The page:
The Frog Life Cycle for Kids - National Geographic Kids (2024)

Ready for the lowdown on these amazing amphibians? Learning hats on, gang, let’s discover the frog life cycle…

The frog life cycle

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Frogs are animal athletes, with strong powerful legs that allow them to leap out of harm’s way. These powerful limbs are the secret to their success – and incredibly, it takes baby frogs weeks and weeks to grow them!

Like beautiful butterflies, frogs and toads undergo an astonishing transformation – which is called ‘metamorphosis‘ – as they grow up. From jelly-like eggs laid in water, they grow into wriggling tadpoles, and finally grow legs suitable for land!

But how does this mesmerising metamorphosis work? Let’s have a look at each stage of the frog life cycle in turn, to find out…

Stage 1: Extraordinary eggs

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It all starts with adult frogs laying hundreds of tiny eggs, which clump together in groups known as frogspawn. This happens in early spring, when the weather is just starting to get warmer. Spotting frogspawn is often thought of as being a key sign of spring!

You can hunt for frogspawn in shallow, still water – a garden pond, for example! As the eggs are defenceless, they’re usually laid among vegetation and just below the surface of the water, to give them some protection.

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If you’re lucky enough to spot some of these strange eggs, pay attention to their shape. Frogs lay ‘frogspawn’, which looks like a round cluster of eggs, while toads lay ‘toadspawn’, which comes in long ribbons.

As far as scientists are concerned, there’s no difference between frogs and toads! They have different characteristics, but share the same family tree.

In the frogspawn, the baby frogs start out as tiny black dots surrounded by a jelly-like substance. Over time, they become comma-shaped, as their tails begin to develop – amazing!

Stage 2: Teeny tadpoles!

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After spending 1-3 weeks eating the yolk of their egg, the baby frog hatches into the big, wide world.

Now, the baby frogs are known as tadpoles. They have gills, a mouth, and a long tail, which they need for swimming!

The tadpole stage of the frog life cycle is also known as the larval stage. Tadpoles are frog larvae, in the same way that caterpillars are butterfly larvae!

For the first week or two after hatching, tadpoles won’t move around very much, as they’re still absorbing some nutrition from the yolk of their egg. However, once the yolk is all gone, the tadpoles are big and strong enough to venture out into their watery world!

Unlike adult frogs, tadpoles can’t go on land – so they feed on plant material filtered from the water, and tear off tiny chunks of nearby vegetation.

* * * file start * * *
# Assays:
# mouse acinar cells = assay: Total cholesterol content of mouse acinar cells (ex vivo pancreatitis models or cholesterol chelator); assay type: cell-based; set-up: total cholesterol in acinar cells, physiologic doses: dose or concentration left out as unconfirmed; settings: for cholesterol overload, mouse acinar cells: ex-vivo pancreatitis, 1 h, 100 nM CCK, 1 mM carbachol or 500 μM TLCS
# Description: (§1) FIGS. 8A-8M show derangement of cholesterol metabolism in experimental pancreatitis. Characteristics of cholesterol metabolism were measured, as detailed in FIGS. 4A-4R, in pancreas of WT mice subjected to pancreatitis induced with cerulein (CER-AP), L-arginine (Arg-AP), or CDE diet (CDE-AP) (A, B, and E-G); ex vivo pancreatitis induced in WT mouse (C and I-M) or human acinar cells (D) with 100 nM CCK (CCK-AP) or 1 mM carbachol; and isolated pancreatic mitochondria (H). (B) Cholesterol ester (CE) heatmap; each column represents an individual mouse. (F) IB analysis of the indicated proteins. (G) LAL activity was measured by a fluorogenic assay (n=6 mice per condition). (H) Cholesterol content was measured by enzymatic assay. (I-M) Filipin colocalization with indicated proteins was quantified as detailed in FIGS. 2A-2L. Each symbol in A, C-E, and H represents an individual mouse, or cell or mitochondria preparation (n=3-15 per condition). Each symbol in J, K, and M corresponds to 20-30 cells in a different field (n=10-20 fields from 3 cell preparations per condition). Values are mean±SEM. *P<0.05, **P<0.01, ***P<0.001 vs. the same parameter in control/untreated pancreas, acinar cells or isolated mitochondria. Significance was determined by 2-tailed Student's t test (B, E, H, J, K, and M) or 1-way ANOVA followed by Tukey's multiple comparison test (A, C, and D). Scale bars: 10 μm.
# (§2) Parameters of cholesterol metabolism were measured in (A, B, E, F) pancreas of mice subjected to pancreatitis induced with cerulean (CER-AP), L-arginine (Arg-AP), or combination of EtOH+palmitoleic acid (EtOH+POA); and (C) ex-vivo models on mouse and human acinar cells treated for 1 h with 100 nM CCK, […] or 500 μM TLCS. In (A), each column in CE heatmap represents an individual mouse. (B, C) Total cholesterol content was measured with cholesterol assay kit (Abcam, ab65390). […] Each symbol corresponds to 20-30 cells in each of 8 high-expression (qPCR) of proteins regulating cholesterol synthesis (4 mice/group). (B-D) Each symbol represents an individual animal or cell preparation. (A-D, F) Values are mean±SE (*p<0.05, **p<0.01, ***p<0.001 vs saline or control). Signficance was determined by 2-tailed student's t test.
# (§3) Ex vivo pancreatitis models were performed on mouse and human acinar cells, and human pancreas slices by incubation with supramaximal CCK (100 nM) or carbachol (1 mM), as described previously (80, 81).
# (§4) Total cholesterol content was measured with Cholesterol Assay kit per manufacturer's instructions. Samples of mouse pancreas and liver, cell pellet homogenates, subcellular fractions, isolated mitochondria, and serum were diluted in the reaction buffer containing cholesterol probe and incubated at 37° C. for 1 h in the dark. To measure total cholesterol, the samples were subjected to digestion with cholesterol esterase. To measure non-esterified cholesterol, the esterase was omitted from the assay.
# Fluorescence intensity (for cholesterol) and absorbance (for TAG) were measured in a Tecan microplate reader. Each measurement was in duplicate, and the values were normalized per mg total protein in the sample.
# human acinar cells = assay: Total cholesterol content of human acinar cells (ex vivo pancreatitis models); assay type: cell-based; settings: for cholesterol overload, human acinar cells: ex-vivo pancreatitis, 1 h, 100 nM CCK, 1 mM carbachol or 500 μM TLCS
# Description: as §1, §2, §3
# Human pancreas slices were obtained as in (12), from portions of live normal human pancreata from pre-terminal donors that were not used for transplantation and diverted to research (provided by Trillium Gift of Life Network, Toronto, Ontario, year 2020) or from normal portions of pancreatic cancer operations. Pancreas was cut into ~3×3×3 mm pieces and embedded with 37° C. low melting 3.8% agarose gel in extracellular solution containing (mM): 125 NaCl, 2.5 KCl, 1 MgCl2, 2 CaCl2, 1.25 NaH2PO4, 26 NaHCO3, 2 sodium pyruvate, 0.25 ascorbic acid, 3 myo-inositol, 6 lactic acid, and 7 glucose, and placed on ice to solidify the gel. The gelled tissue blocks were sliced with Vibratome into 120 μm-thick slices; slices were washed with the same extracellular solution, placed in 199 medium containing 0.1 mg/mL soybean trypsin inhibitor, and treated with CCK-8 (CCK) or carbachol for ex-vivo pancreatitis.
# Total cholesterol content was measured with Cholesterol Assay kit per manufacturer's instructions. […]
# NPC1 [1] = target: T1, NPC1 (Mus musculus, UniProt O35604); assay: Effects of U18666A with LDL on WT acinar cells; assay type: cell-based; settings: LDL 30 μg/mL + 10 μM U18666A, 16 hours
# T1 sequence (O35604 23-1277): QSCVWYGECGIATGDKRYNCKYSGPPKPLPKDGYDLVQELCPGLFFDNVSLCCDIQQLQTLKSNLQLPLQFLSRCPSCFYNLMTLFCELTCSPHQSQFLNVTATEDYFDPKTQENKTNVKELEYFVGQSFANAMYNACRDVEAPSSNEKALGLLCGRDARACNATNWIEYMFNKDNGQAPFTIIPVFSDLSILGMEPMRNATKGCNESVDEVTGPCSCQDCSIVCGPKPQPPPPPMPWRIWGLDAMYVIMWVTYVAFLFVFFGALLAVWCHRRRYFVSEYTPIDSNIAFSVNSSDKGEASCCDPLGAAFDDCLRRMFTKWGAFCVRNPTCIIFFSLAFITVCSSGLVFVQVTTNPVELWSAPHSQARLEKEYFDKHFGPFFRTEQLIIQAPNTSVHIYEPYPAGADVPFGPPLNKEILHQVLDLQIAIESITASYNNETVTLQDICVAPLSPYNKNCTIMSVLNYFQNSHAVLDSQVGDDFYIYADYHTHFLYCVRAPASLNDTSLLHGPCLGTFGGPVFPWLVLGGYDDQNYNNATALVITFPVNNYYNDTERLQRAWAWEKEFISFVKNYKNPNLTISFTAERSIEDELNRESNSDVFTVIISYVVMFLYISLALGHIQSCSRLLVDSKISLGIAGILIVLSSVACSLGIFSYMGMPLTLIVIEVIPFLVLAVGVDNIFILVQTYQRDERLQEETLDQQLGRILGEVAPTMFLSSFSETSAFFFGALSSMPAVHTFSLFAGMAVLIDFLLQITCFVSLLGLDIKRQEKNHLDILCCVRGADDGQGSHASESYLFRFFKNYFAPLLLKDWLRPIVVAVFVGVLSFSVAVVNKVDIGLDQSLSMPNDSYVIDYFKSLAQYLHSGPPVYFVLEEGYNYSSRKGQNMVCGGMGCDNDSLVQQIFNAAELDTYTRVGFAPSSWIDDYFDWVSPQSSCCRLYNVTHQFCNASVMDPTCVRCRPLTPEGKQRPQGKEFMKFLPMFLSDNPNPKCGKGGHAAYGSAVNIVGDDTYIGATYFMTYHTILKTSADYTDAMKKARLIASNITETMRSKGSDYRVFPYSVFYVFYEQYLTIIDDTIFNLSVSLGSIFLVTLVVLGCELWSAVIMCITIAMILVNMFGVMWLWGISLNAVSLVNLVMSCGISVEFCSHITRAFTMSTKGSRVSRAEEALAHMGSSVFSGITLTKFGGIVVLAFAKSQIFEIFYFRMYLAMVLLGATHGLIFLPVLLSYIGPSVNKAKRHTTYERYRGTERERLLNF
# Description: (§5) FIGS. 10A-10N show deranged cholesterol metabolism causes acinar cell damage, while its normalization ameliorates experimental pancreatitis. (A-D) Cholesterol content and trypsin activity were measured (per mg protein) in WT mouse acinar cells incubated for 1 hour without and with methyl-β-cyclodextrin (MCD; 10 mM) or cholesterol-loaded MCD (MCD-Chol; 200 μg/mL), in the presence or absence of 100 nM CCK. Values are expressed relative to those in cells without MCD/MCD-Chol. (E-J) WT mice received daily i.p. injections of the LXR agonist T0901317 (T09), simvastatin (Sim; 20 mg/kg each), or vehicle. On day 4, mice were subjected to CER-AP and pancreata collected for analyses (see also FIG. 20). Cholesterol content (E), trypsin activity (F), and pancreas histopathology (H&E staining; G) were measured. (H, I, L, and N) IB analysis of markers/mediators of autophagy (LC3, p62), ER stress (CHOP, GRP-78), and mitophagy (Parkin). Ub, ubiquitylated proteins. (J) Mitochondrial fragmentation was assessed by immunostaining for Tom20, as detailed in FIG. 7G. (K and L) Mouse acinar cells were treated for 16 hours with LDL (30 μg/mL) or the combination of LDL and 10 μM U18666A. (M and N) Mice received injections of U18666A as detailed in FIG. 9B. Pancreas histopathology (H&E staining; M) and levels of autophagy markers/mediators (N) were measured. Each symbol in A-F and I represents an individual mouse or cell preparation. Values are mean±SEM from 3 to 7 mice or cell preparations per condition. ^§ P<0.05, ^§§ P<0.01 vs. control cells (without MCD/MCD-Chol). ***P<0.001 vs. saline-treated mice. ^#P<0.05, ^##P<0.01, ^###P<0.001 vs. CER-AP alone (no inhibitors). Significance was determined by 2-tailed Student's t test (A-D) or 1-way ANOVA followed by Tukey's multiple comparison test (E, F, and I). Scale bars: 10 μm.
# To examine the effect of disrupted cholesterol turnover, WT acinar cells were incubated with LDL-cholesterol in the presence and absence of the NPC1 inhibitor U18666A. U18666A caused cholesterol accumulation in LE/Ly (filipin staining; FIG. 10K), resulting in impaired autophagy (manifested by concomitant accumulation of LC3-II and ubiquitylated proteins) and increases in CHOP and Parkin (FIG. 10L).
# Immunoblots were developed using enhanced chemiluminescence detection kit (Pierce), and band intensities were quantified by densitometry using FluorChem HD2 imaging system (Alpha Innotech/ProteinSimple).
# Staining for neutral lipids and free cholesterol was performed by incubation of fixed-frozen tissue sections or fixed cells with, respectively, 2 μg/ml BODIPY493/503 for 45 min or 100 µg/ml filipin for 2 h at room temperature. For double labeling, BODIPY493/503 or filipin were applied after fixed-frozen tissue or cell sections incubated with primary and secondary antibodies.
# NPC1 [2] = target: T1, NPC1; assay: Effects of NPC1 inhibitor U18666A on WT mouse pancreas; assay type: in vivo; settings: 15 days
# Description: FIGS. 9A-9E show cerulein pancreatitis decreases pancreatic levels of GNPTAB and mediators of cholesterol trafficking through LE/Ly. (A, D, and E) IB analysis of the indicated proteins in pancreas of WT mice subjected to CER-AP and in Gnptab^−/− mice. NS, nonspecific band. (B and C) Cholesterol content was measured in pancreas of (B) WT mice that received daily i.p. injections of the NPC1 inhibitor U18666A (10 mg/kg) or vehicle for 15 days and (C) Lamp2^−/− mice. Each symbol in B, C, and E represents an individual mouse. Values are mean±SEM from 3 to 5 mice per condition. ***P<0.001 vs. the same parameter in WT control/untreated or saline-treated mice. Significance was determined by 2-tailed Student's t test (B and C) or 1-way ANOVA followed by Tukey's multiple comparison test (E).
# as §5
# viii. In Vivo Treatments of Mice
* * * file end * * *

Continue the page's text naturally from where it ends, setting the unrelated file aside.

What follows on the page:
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The legless, water-bound tadpoles slowly metamorphose into frogs over the next 14 weeks.

First, they grow back legs, then front legs too! Soon after, their body starts to change shape, and they’re able to start eating insects.

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Next, the tadpoles’ tails shrink away, and skin grows over their gills, as they develop lungs and eardrums! These are super important steps, as they prepare the tadpole for life on land.

Once their gills and tails are gone forever, tadpoles undergo one last 24-hour push, where the metamorphosis completes. Once this stage is finished, the baby frogs emerge from the water as tiny adults!

Amazingly, tadpoles are able to control the timing of their transformation. If they’re living in a dangerous environment, like a pond full of hungry fish, they will metamorphose more quickly, to make their escape! On the other hand, if their pond has lots of plants to munch through, and few predators – or if it’s extra cold on land – tadpoles can delay their metamorphosis, and remain in the water for up to a year. Wow!

Stage 3: Fully-grown frog!

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And there you have it – the frogs are all grown up, and ready to head out into the big wide world!

As adults, frogs and toads are much less reliant on water. So long as they stick to the shade and don’t dry out, they can live on land – but they often return to ponds and lakes for a splash!

Before too long, the females will look for water to lay her own eggs. Once that’s happened, the life cycle is complete – what a frog-tastic life they lead!

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Thanks to S. Hermann & F. Richter; Jill Wellington; PollyDot; David Clode, and Venita Oberholster for the images used in this article.

Have you ever found frogspawn, or spotted a frog? Let us know in the comments below!

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The Frog Life Cycle for Kids - National Geographic Kids (2024)


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